Are you ripped? Do you need to work on your abs? Do you know your ideal body weight? Your body fat index? Increasingly, Americans are being sold on a fitness ideal not just thin but toned, not just muscular but cut that is harder and harder to reach. In Body Panic, Shari L. Dworkin and Faye Linda Wachs ask why. How did these particular body types come to be “fit”? And how is it that having an unfit, or “bad,” body gets conflated with being an unfit, or “bad,” citizen?
Dworkin and Wachs head to the newsstand for this study, examining ten years worth of men’s and women’s health and fitness magazines to determine the ways in which bodies are “made” in today’s culture. They dissect the images, the workouts, and the ideology being sold, as well as the contemporary links among health, morality, citizenship, and identity that can be read on these pages. While women and body image are often studied together, Body Panic considers both women’s and men’s bodies side-by-side and over time in order to offer a more in-depth understanding of this pervasive cultural trend.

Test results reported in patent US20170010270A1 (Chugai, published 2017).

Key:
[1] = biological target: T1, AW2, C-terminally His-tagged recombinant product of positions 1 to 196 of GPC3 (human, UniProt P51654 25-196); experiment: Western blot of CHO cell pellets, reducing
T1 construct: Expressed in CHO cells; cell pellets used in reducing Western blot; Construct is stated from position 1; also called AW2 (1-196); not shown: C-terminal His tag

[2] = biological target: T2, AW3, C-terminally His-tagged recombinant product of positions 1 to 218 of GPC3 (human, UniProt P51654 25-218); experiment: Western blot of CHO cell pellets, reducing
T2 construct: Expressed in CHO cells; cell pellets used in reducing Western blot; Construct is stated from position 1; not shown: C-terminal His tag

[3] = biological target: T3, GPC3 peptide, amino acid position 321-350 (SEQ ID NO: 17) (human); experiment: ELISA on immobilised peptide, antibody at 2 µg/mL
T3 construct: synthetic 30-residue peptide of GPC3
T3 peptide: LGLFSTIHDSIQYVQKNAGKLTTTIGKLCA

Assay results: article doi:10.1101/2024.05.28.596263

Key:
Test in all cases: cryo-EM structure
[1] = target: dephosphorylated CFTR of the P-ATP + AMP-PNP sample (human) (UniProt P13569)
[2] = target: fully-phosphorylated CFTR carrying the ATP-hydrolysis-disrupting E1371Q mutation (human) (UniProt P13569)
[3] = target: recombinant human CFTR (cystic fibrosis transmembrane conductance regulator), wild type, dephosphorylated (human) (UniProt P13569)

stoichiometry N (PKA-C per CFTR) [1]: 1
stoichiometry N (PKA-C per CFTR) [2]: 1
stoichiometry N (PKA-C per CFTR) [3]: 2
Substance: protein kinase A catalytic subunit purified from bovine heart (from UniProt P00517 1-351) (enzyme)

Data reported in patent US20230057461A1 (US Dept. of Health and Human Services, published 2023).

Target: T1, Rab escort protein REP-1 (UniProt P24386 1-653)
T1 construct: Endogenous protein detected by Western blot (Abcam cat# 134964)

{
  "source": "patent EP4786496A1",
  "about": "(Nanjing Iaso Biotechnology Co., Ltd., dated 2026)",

|Publisher:||New York University Press|
|Edition description:||New Edition|
|Product dimensions:||5.90(w) x 8.90(h) x 0.60(d)|
About the Author
Shari L. Dworkin is Professor in the Department of Social and Behavioral Sciences and Associate Dean for Academic Affairs at the University of California, San Francisco School of Nursing. She is the author or editor of several books, most recently Body Panic: Gender, Health, and the Selling of Fitness and Men at Risk, both with NYU Press.
Faye Linda Wachs is an Associate Professor of Sociology in the Department of Psychology and Sociology at California State Polytechnic University, Pomona (Cal Poly Pomona).
Table of Contents
1 The Nature of Body Panic Culture
2 What Kinds of Subjects and Objects? Gender, Consumer Culture, and Convergence
3 Size Matters: Male Body Panic and the Third Wave “Crisis of Masculinity”
4 “Getting Your Body Back”: Postindustrial Fit Motherhood and the Merger of the Second (Household Labor/Child Care) and Third (Fitness) Shifts
5 From Women’s Sports & Fitness to Self : Third Wave Feminism and the Consumption Conundrum
6 Emancipatory Potential, Social Justice, and the Consumption Imperative
About the Authors
Most Helpful Customer Reviews
I may not be the smartest person in the world, but I do have a college degree. Neither have I ever taken the time to review a book... This book was one of the most boring that I have ever suffered through. The use of large words was excessive and some of them were not in the Nook dictionary. I had to reread several sections, and I still was not sure what was said. This is unfortunate because the authors seemed to have researched the material extensively.